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“Flowing” With Dirt

By October 2, 2015Blog, Uncategorized


The “flow” state occurs when you’re totally immersed in a task. The body moves automatically, requiring very little conscious thought. Its preoccupation with repetitive movement “frees” the mind to wander or focus.

The state of “flow” is harder to achieve while sitting still, except for those educated in mindfulness practice. But for novices (like me,) a shortcut to total mental immersion is repetitive physical work.

For many, manual labor can be the easiest path to concentration. Some enjoy running, some like repetitive movement like Tai Chi or dance. But everyone experiences the flow state: if you’ve ever thought, “I do my best thinking while I’m driving” or “I have all my best ideas in the shower,” you’ve experienced the flow state. In those cases, your body moves reflexively, leaving your brain clear to think.

In Thinking Body, Dancing Mind, author┬áChungliang Al Huang discusses the path to “flow state” through mindfulness training, and also yoga (which originated as physical exercise to prepare the body for long periods of meditation.) I prefer a more down-to-earth method: a big pile of dirt.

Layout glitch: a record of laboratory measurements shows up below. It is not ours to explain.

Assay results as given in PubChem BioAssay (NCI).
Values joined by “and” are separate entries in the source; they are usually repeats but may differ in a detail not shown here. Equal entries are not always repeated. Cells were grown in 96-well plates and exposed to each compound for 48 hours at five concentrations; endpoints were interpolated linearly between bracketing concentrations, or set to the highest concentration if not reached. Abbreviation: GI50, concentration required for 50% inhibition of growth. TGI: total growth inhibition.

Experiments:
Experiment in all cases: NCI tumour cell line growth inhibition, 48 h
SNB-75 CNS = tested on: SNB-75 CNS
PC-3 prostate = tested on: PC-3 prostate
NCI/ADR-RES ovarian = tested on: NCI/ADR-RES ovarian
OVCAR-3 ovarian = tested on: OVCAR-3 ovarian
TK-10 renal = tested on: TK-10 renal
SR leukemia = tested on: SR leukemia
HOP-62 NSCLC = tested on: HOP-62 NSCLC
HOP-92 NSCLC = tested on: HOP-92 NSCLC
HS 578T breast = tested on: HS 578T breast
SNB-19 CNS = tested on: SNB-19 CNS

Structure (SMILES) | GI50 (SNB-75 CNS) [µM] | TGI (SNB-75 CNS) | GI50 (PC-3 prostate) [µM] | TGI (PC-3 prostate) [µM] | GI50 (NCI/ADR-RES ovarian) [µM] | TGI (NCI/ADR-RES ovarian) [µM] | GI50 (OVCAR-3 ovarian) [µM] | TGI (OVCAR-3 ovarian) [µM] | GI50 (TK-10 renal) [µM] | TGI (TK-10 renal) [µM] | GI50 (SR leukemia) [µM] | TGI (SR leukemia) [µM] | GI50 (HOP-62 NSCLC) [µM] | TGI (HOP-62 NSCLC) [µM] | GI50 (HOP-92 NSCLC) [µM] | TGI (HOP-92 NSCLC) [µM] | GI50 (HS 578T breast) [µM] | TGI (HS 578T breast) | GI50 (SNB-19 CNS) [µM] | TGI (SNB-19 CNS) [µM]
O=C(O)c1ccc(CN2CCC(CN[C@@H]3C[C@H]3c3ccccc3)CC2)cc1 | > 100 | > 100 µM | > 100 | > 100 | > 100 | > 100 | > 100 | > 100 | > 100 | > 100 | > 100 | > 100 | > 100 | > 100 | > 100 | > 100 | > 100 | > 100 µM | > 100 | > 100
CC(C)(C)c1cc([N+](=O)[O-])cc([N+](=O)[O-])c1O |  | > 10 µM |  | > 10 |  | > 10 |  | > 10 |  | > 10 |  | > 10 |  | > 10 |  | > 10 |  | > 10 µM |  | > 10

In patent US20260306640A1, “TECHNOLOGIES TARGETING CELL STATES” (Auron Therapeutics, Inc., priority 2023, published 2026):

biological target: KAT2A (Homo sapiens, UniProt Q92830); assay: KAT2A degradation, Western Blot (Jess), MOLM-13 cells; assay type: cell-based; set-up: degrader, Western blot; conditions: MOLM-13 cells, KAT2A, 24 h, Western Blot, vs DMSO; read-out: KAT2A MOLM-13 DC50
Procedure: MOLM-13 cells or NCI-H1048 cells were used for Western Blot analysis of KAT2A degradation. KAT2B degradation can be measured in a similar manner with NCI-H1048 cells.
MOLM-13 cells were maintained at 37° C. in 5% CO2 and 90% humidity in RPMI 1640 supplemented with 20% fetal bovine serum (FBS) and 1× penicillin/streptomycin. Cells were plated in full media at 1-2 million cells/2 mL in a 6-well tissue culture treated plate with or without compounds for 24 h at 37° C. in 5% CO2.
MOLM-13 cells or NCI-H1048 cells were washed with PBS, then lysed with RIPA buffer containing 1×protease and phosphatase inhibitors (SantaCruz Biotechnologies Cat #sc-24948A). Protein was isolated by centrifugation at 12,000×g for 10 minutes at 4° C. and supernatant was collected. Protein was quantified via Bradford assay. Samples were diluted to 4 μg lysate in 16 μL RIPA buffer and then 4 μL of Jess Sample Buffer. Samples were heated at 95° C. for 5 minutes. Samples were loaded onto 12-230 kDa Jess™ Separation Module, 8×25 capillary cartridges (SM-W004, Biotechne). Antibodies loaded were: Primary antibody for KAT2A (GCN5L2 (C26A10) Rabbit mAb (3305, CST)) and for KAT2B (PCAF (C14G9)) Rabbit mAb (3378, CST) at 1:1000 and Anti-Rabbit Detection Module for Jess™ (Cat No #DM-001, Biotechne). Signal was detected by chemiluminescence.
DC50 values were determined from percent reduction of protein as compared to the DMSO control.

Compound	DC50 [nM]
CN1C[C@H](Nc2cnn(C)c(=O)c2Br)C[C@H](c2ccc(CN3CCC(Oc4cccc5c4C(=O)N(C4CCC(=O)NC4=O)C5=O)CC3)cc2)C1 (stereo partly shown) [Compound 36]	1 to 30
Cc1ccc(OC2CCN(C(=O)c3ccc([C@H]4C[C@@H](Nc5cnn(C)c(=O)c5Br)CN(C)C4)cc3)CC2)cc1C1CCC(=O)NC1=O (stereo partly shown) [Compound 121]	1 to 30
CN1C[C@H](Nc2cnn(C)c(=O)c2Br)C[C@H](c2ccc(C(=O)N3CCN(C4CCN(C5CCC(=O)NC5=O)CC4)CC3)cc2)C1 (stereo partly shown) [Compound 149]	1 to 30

Years ago, when my business was faltering, my wife bought me a truckload of dirt. I didn’t have the money to pay a builder, so I tasked myself with leveling our driveway. It was hard work, done in small amounts on my rare time off. But as I worked, I considered different options for restructuring my business. As the weeks passed, I became eager to “hit the dirt” on Sunday afternoons after the gym closed. In fact, I felt guilty about spending time with the dirt pile instead of my daughter, because I was enjoying it so much!

When our son’s hockey team failed to secure ice time for practices, I volunteered to enlarge the rink in our backyard. Relatives ask why I choose to shovel the dirt into place myself instead of using a tractor, which is readily available. But I consider the opportunity for physical labor a luxury; it’s recreational time for my brain. The pile of pit-run gravel requires just enough focus to block out distractions. I wrote three blog posts in my head in a single hour yesterday.

How can you enter a “flow” state? Simple labor. Walking is enough for some, but if you add external load (a weighted pack) to the task, you’ll have to work a bit harder physically and your mind will be free to focus. Try it: a simple mindfulness trick from a poor student.

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